For veteran prosecutor-watchers, this report will be fascinating for the suspicions it confirms as well as for its new revelations.

    In Arizona, not a single bill that prosecutors lobbied against passed in the legislature. Thus, when Arizonans wonder why their state does not have a law permitting cannabis use for adults, they should know who to blame: people like the frantically anti-cannabis Bill Montgomery, who once infamously called a war veteran “the enemy” for using the venerable plant.

    What would be amazing is if state legislators saw this report for what it is: an honest mirror-image of themselves. Lawmakers enjoy a lot of deference from courts and supposedly a lot of power. But if you have to stay “married” to someone like Montgomery, who tried to put a pair of parents in jail for using medical cannabis to successfully treat their terminally ill son’s seizure disorder, maybe that power is only skin-deep.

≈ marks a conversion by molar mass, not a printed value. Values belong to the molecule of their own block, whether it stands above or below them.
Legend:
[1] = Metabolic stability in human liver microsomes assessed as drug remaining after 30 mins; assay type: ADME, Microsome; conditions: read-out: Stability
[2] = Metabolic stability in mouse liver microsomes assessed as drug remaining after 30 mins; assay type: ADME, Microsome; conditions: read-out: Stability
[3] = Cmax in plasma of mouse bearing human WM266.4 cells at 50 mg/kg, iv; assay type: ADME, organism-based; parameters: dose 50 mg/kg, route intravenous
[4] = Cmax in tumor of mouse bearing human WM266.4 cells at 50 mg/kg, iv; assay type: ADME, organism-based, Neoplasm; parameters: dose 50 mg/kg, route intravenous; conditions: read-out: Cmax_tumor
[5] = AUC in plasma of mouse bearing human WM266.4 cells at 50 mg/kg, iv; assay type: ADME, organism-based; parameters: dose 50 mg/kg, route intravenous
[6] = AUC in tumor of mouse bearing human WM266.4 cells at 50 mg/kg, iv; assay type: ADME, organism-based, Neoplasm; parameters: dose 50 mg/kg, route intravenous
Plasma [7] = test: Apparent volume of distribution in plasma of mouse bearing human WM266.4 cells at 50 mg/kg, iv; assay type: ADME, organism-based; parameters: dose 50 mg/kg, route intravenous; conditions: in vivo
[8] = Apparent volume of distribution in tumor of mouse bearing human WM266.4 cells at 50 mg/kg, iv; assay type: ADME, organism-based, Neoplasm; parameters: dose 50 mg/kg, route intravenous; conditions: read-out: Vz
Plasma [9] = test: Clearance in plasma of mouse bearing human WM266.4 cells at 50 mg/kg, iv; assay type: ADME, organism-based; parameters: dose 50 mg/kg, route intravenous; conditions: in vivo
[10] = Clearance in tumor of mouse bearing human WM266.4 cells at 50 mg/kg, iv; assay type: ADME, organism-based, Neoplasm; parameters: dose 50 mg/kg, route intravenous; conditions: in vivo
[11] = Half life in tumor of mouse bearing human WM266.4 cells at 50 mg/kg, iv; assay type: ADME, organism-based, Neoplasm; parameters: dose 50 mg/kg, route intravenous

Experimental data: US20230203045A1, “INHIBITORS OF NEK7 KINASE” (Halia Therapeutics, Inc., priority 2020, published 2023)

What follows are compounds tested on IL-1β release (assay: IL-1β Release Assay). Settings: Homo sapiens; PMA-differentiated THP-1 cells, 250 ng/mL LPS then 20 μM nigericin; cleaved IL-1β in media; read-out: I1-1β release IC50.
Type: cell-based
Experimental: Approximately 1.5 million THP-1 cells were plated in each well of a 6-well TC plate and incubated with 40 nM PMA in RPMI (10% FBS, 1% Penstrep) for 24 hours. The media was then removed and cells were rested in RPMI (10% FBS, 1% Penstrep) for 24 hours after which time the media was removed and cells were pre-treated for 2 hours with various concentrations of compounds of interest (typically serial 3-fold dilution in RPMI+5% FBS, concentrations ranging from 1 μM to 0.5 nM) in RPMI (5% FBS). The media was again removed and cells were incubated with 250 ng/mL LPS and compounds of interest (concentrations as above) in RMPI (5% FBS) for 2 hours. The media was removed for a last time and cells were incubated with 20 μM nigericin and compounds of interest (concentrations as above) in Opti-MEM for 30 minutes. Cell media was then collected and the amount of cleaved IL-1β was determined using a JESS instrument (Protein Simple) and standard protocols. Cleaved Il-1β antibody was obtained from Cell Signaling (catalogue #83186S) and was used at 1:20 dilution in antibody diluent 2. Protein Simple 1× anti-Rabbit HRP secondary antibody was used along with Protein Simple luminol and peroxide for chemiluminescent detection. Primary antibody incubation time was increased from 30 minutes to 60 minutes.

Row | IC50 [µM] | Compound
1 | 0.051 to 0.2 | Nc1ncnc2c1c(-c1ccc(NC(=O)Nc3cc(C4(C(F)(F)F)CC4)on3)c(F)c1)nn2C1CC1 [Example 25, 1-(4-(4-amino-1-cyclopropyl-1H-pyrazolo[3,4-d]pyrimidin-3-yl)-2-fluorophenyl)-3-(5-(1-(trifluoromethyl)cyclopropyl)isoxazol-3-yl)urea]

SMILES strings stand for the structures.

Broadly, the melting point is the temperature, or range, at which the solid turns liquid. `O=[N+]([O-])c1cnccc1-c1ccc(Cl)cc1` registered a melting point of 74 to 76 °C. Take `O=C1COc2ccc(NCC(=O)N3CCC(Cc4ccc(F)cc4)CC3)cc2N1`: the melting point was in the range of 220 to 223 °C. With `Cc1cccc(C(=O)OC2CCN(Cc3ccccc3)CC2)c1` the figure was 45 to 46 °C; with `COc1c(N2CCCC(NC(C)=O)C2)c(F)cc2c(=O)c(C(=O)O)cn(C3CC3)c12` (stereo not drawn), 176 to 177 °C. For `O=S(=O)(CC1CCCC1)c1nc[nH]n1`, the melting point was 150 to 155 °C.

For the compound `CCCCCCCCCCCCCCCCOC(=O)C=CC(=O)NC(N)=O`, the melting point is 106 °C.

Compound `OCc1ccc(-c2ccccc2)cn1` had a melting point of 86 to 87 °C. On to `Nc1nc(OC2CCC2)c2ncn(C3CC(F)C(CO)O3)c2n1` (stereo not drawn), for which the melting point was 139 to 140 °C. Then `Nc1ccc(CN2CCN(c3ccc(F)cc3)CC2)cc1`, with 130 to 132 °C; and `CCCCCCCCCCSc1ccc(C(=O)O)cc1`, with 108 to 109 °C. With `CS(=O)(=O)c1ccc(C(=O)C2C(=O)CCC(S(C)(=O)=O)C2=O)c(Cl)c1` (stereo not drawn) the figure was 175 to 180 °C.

Image via Stockvault

    • Rory is the founding attorney of Fleming Law LLC, an immigration law boutique in Philadelphia. He has worked for a variety of criminal justice and harm reduction nonprofits, including Law Enforcement Action Partnership and Harvard Law School’s Fair Punishment Project, and provided campaign services for over a dozen district attorney campaigns. His articles have appeared in the Atlantic, Slate and many other outlets.